And I couldn't bring myself to tell him that, until my friends forced me to. They literally pushed me in front of him as he passed by again.
"Uh... Mr. Rollins?" I said.
"Henry." He replied, looking up at me. I was literally a foot taller than he was, and here I was, babbling like a scared child.
"Yeah, uh... Henry?" I then said. I stuck out my hand. "I'm your biggest fan."
He looked me up and down. "I'll say!" he replied. "You're huge!"
I didn't know what to think. Did Henry Rollins just insult me? I mean, he's my hero... Do I get offended? Do I hate him now? Do I love that he got the better of me? WHAT DO I DO?
Before I could come to that decision, he said "I'm just kidding with you, man!" He took my hand and shook it. "What's your name?"
"Joe," I said with relief.
"Joe, I have to hurry and get on stage, but hey, come by after the show and we can talk." He took off. I was on cloud nine. After the show, I met up with him and brought my copy of Get In The Van for him to sign. He sat there for two hours and talked to everyone there. He was so super nice and friendly. I couldn't believe it. My hero actually deserved to be my hero.
As absolutely weird as this is to type, much less think... I've come to realize, I've become that to a certain group of people. And I don't know what the hell to think about it.
Everything I write and do, I do for the work, not for any sort of glory or recognition of my own name. Even though I write about myself and my life, the point of Mentally Incontinent was to achieve a goal (writing my first book) by asking the world to help me out. People who read what I wrote and talked with me and came to my signings felt like family. They were helping me out. We already knew each other on the site, and they were instrumental in making my dream happen.
When I write things like the fist fight article or how to work out in the gym, my goal isn't to prove I know something about a topic, it's to hopefully give to someone who needs them, the tools to do something they wish they could do. It's to inspire them to feel what I felt when I finally achieved whatever it is I'm writing about. THAT is the goal. THAT is the point. To share. To relate. To unite with those who understand (or want to understand).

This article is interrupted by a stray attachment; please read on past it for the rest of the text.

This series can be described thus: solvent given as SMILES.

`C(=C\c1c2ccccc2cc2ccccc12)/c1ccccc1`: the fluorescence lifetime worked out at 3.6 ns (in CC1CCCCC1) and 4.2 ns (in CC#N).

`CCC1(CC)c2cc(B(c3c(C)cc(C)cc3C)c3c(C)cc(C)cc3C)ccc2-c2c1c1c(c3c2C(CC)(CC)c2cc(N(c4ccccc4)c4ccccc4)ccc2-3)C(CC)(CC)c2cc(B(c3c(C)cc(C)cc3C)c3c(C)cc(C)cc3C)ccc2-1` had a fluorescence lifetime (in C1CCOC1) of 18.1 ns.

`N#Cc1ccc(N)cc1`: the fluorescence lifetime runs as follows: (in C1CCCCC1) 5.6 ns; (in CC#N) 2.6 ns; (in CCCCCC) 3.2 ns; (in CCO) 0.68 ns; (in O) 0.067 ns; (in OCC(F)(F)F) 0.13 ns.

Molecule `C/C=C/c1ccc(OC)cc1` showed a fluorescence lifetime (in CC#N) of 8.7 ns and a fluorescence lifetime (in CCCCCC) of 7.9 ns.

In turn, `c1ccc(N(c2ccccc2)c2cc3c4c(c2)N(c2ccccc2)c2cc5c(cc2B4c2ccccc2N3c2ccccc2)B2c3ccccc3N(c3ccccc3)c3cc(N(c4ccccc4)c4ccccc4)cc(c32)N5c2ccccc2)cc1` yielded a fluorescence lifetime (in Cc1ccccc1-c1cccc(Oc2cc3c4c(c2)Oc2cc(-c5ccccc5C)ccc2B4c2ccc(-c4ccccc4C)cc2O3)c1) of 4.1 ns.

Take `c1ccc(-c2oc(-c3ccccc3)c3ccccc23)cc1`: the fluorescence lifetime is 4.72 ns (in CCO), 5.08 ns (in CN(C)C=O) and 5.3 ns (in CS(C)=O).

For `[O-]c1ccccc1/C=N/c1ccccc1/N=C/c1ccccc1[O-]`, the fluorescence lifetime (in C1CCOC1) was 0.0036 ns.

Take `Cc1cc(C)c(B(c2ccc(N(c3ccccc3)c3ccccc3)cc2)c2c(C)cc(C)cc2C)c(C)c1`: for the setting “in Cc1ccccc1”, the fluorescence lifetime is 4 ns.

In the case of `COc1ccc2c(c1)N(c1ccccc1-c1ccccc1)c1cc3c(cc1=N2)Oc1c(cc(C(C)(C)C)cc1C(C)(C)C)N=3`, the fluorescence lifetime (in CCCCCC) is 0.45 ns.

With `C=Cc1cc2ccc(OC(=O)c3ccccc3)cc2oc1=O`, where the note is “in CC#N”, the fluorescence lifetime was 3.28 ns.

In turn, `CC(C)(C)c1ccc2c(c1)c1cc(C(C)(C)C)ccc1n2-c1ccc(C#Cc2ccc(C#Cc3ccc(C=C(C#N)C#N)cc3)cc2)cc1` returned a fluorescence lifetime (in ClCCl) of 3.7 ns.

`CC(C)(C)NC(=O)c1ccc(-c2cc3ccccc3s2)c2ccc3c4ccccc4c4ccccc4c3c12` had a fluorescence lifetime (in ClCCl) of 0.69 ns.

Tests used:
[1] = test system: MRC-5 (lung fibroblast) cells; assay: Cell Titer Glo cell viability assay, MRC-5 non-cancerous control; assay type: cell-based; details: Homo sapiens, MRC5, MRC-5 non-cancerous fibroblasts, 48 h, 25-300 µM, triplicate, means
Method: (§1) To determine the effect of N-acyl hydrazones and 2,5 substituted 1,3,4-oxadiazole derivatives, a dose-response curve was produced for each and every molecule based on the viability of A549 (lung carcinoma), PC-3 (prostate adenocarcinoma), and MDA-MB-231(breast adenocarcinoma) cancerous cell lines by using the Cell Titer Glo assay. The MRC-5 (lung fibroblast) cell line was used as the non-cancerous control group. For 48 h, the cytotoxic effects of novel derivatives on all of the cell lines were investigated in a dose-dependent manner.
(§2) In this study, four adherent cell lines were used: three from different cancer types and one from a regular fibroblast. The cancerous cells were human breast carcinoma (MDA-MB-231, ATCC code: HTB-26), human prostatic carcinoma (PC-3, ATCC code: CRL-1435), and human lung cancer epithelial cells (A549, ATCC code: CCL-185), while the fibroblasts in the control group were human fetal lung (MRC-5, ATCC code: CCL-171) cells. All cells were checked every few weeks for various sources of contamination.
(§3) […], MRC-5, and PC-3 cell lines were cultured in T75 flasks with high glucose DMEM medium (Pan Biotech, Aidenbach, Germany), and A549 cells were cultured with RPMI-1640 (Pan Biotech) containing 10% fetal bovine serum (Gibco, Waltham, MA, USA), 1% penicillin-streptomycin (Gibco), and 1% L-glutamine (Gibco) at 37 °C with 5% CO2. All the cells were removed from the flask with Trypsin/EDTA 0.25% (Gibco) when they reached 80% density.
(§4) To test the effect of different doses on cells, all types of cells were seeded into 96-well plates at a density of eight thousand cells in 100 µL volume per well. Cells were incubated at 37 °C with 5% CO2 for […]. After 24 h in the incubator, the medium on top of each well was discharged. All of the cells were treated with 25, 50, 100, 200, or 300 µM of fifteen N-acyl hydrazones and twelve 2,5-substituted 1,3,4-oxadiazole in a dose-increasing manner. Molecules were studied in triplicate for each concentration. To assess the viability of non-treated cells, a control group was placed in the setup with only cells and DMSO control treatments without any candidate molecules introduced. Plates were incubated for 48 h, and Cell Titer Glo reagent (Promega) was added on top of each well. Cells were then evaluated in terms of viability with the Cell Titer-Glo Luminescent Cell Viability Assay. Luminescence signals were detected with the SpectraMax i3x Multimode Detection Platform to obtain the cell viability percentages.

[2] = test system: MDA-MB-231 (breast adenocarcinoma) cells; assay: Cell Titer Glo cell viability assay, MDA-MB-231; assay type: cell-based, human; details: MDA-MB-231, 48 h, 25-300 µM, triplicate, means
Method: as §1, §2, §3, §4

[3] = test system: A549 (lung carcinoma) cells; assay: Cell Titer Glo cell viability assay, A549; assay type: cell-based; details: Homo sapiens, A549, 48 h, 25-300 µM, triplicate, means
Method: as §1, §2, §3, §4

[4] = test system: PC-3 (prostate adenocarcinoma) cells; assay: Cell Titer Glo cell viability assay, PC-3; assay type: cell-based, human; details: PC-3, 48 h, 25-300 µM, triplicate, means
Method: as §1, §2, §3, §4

Knowing that I did something *inspirational* for someone is far more important than knowing *I* did something inspirational for someone.
And that's why the internet is so amazing and so scary at the same time for me. It's amazing, because it swings wide open the gates that keep people from being able to find and meet and connect with one another. But it also puts content out there without the direct impetus to say hi and get to know each other. I suppose it's just a symptom of having your stuff spread. Not everyone's going to say hi. Not everyone's going to WANT to say hi. Not everyone will understand that you're just a guy from suburban Atlanta who has experienced a lot of cooky stuff which shaped your heart and brain into a mechanism for over-analysis and a need to share.
That doesn't stop it from being completely weird.